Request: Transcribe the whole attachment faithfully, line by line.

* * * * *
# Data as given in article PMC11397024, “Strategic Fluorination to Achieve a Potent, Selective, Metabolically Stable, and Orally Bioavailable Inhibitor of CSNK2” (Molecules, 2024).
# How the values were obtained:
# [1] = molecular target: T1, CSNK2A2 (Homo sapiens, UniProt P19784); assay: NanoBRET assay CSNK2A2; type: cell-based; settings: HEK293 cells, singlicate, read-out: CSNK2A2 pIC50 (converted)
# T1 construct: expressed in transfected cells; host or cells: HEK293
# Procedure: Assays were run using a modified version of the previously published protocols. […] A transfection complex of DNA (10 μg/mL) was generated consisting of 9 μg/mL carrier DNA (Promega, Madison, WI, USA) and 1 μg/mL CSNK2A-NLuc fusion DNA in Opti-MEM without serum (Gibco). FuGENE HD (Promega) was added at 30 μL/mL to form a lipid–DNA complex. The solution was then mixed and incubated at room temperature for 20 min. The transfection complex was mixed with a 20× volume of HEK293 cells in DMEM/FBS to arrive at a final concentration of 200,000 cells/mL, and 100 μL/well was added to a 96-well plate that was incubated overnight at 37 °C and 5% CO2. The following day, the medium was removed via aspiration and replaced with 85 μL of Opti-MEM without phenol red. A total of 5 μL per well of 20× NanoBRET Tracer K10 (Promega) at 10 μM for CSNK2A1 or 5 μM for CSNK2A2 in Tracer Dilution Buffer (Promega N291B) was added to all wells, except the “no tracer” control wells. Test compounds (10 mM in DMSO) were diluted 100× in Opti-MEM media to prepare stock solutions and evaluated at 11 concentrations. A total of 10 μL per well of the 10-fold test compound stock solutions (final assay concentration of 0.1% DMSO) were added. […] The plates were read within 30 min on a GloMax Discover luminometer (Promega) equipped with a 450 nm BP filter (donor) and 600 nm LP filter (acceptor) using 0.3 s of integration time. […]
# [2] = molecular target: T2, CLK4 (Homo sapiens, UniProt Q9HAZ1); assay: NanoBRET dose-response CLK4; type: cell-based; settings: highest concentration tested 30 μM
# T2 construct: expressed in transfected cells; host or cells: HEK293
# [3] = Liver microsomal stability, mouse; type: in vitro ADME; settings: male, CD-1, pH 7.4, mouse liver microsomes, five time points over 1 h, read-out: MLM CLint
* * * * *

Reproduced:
# Data as given in article PMC11397024, “Strategic Fluorination to Achieve a Potent, Selective, Metabolically Stable, and Orally Bioavailable Inhibitor of CSNK2” (Molecules, 2024).
# How the values were obtained:
# [1] = molecular target: T1, CSNK2A2 (Homo sapiens, UniProt P19784); assay: NanoBRET assay CSNK2A2; type: cell-based; settings: HEK293 cells, singlicate, read-out: CSNK2A2 pIC50 (converted)
# T1 construct: expressed in transfected cells; host or cells: HEK293
# Procedure: Assays were run using a modified version of the previously published protocols. […] A transfection complex of DNA (10 μg/mL) was generated consisting of 9 μg/mL carrier DNA (Promega, Madison, WI, USA) and 1 μg/mL CSNK2A-NLuc fusion DNA in Opti-MEM without serum (Gibco). FuGENE HD (Promega) was added at 30 μL/mL to form a lipid–DNA complex. The solution was then mixed and incubated at room temperature for 20 min. The transfection complex was mixed with a 20× volume of HEK293 cells in DMEM/FBS to arrive at a final concentration of 200,000 cells/mL, and 100 μL/well was added to a 96-well plate that was incubated overnight at 37 °C and 5% CO2. The following day, the medium was removed via aspiration and replaced with 85 μL of Opti-MEM without phenol red. A total of 5 μL per well of 20× NanoBRET Tracer K10 (Promega) at 10 μM for CSNK2A1 or 5 μM for CSNK2A2 in Tracer Dilution Buffer (Promega N291B) was added to all wells, except the “no tracer” control wells. Test compounds (10 mM in DMSO) were diluted 100× in Opti-MEM media to prepare stock solutions and evaluated at 11 concentrations. A total of 10 μL per well of the 10-fold test compound stock solutions (final assay concentration of 0.1% DMSO) were added. […] The plates were read within 30 min on a GloMax Discover luminometer (Promega) equipped with a 450 nm BP filter (donor) and 600 nm LP filter (acceptor) using 0.3 s of integration time. […]
# [2] = molecular target: T2, CLK4 (Homo sapiens, UniProt Q9HAZ1); assay: NanoBRET dose-response CLK4; type: cell-based; settings: highest concentration tested 30 μM
# T2 construct: expressed in transfected cells; host or cells: HEK293
# [3] = Liver microsomal stability, mouse; type: in vitro ADME; settings: male, CD-1, pH 7.4, mouse liver microsomes, five time points over 1 h, read-out: MLM CLint